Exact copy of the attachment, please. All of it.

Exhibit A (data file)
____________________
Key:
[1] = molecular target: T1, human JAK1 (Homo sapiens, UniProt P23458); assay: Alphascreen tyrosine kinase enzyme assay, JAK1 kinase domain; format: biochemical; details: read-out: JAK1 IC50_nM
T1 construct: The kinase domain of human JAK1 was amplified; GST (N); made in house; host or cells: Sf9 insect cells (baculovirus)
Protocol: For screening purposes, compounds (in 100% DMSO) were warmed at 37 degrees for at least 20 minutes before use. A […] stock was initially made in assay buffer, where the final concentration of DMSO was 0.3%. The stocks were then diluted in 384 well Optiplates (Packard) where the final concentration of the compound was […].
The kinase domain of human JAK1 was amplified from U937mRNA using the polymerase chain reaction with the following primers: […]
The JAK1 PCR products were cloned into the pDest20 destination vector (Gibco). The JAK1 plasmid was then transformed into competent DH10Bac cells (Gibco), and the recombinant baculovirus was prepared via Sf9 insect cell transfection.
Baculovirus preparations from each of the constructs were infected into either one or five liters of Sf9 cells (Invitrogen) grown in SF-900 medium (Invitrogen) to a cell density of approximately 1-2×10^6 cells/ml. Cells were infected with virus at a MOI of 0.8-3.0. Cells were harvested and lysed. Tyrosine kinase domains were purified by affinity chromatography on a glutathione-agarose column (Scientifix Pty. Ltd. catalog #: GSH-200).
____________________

Key:
[1] = molecular target: T1, human JAK1 (Homo sapiens, UniProt P23458); assay: Alphascreen tyrosine kinase enzyme assay, JAK1 kinase domain; format: biochemical; details: read-out: JAK1 IC50_nM
T1 construct: The kinase domain of human JAK1 was amplified; GST (N); made in house; host or cells: Sf9 insect cells (baculovirus)
Protocol: For screening purposes, compounds (in 100% DMSO) were warmed at 37 degrees for at least 20 minutes before use. A […] stock was initially made in assay buffer, where the final concentration of DMSO was 0.3%. The stocks were then diluted in 384 well Optiplates (Packard) where the final concentration of the compound was […].
The kinase domain of human JAK1 was amplified from U937mRNA using the polymerase chain reaction with the following primers: […]
The JAK1 PCR products were cloned into the pDest20 destination vector (Gibco). The JAK1 plasmid was then transformed into competent DH10Bac cells (Gibco), and the recombinant baculovirus was prepared via Sf9 insect cell transfection.
Baculovirus preparations from each of the constructs were infected into either one or five liters of Sf9 cells (Invitrogen) grown in SF-900 medium (Invitrogen) to a cell density of approximately 1-2×10^6 cells/ml. Cells were infected with virus at a MOI of 0.8-3.0. Cells were harvested and lysed. Tyrosine kinase domains were purified by affinity chromatography on a glutathione-agarose column (Scientifix Pty. Ltd. catalog #: GSH-200).